What Are Migraines?
Migraines are a common condition and one of the primary headache disorders. They are characterized by moderate to severe, throbbing-like pain. Migraines typically tend to affect one side of the head, but not always; they can also affect the forehead area or behind the eyes. They tend to last around 3 to 4 hours but can go for as long as three days . It’s very rare for migraines to become a chronic condition (at least once every fifteen days).
Besides the throbbing-like pain associated with migraines, other symptoms usually arise.
Before the onset of pain, people affected by a migraine will usually become sensitive to light, sound, or smell. They might even see flashing lights, strange shapes, or have difficulty speaking, although this is considered rare. Abnormal visuals that doctors refer to as “auras” may be seen before a migraine hits. These usually go away within an hour and are followed by typical migraine symptoms.
Migraines can also be accompanied by nausea and vomiting. Children often experience these symptoms, along with dizziness, without the headache .
At the moment, there is no generally accepted theory for what causes migraines. However, there are several strong hypotheses about what contributing factors might be involved.
Some professionals point to inflamed blood vessels in the brain, while others emphasize how pain signals are processed. Unfortunately, the consensus is that the evidence to back up any one hypothesis is still lacking.
Doctors have identified the risk factors related to migraines with more accuracy. For instance, stress and nervousness seem to be relevant risk factors.
Other migraine risk factors are:
- Irregular eating and sleeping schedule
- Age (migraines are more common in adolescence and peak around 30 years of age)
- Gender (women are more likely to suffer from migraines)
- Family history of migraines
- Hormonal changes
- Alcohol use
No medication can cure a migraine attack, but several treatment options are available.
Standard treatment options are acetaminophen and non-steroidal anti-inflammatory drugs (NSAIDs) such as acetylsalicylic acid, diclofenac, or ibuprofen. You might need prescription medication to get proper pain relief (usually triptans or ditans like sumatriptan or rizatriptan).
When suffering a migraine attack, physical activity can make the pain worse. If possible, try to lay down and rest in a darkened room.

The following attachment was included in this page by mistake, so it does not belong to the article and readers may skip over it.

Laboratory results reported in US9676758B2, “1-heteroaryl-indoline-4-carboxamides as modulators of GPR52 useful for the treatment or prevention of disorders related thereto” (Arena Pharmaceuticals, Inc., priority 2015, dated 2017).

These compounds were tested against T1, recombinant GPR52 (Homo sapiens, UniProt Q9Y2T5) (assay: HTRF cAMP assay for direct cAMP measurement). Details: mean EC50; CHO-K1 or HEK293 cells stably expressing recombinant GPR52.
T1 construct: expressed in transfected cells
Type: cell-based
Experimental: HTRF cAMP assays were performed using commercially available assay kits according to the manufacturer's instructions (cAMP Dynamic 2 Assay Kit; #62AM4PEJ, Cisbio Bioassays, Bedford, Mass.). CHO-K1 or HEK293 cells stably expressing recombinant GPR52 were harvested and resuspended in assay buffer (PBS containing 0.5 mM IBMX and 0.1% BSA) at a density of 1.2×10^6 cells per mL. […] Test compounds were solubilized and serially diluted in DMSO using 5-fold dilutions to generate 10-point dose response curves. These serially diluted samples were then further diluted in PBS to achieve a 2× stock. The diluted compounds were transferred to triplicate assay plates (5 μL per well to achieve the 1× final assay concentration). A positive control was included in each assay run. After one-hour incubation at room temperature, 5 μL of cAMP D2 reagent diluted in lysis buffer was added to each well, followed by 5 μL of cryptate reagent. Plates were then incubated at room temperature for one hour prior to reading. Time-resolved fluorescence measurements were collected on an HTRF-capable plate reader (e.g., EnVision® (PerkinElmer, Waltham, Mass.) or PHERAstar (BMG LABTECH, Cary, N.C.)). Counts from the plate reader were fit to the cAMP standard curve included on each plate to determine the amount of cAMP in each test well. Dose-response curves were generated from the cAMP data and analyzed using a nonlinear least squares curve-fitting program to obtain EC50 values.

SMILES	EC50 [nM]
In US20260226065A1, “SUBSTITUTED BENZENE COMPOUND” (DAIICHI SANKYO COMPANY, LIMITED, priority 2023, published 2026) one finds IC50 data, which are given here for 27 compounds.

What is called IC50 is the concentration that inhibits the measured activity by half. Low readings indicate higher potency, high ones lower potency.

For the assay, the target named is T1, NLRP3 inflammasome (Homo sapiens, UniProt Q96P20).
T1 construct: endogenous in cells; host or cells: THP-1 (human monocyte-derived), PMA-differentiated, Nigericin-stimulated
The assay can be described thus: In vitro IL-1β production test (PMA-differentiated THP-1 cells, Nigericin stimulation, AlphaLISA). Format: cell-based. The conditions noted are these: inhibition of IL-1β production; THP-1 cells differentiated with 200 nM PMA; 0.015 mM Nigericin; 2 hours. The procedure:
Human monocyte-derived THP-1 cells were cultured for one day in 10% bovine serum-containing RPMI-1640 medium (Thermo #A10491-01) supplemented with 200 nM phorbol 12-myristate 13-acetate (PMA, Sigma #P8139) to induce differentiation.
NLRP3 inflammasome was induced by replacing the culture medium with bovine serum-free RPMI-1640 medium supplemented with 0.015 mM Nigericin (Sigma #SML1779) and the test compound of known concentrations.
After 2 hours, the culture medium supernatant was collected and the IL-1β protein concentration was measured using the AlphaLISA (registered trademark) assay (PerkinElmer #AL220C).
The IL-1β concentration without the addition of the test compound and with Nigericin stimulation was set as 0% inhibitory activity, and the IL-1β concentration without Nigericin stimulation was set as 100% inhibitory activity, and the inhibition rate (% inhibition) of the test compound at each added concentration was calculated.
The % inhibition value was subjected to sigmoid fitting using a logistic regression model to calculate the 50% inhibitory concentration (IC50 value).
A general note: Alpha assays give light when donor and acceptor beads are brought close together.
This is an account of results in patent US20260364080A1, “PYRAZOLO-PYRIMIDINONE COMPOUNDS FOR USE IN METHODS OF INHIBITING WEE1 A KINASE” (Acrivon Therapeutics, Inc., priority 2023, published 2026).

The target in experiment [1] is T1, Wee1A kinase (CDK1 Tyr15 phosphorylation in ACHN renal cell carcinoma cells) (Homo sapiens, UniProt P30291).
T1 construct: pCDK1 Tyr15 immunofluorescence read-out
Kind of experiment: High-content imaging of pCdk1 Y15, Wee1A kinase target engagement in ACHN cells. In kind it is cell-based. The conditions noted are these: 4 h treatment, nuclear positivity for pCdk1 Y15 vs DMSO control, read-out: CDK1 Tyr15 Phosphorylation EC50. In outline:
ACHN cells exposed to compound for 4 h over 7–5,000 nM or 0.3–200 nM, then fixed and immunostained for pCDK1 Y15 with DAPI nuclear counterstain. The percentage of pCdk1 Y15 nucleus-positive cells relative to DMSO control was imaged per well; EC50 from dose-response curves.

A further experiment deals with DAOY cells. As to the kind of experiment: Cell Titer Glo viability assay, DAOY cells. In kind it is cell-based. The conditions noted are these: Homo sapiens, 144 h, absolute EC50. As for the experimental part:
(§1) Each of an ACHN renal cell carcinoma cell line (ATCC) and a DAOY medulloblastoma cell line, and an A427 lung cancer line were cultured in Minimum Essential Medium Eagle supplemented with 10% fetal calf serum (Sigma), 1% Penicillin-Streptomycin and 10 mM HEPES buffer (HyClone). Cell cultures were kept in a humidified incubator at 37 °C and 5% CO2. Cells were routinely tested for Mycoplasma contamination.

One of the best methods to deal with migraines is prevention. Doctors often recommend that people who suffer from migraines keep a diary to jot down all the possible related factors that could be contributing to their migraines. If people can isolate which factors tend to bring on their migraines, they can more easily work to avoid them.
Certain medications are used as preventative measures against migraines. These include cardiovascular drugs, anti-seizure drugs, and botox.
Cluster headaches are another primary headache disorder. They manifest as recurrent, severe headaches on one side of the head, usually behind the eyes. Cluster headaches typically last 15 minutes to 3 hours and can occur several times daily.
Cluster headaches typically occur in clusters that last for a few weeks up to a few months. On rare occasions, these clusters will last for a year or more. They also tend to reoccur in the same season every year. Cluster headaches are uncommon and only affect about 0.1% of the general population at some point in their life.
Cluster headaches are often accompanied by watery eyes, nasal congestion, and swelling around the eye that is being affected. The onset of pain with cluster headaches can be very rapid. Cluster headaches can also affect someone while their sleeping and wake them up.
As with migraines, there is no known cause for cluster headaches. Instead, doctors have focused on isolating relevant risk factors and finding effective, fast-acting treatments.
Cluster headache treatment focuses on three main areas: fast-acting relief treatment, transitional treatment, and preventative treatment.
For relief treatment, subcutaneous sumatriptan and high-flow oxygen seem to be the most effective options for cluster headache attacks. Other treatment options, such as intranasal triptans, may be effective . Verapamil and lithium are the first-line preventive drugs for treating cluster headaches.